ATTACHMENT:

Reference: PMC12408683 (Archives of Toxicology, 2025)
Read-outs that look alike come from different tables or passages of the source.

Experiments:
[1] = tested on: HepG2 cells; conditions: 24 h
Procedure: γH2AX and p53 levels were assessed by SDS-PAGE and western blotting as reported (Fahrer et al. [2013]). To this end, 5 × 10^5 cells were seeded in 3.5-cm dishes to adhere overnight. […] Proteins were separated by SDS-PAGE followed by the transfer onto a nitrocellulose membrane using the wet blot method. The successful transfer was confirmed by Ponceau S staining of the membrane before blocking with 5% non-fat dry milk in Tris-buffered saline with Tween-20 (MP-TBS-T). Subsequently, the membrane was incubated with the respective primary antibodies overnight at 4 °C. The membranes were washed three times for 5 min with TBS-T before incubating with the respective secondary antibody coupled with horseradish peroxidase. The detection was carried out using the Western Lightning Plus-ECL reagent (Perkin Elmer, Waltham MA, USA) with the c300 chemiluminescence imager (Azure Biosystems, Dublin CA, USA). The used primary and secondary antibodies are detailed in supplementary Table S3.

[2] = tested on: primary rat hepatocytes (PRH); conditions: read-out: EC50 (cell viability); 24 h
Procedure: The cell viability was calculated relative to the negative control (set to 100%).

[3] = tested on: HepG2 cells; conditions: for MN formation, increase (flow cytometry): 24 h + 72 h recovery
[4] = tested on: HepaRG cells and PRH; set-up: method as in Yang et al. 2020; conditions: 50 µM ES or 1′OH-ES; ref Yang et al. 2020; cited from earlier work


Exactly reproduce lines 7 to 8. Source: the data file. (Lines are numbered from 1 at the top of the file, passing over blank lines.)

Procedure: The cell viability was calculated relative to the negative control (set to 100%).

[3] = tested on: HepG2 cells; conditions: for MN formation, increase (flow cytometry): 24 h + 72 h recovery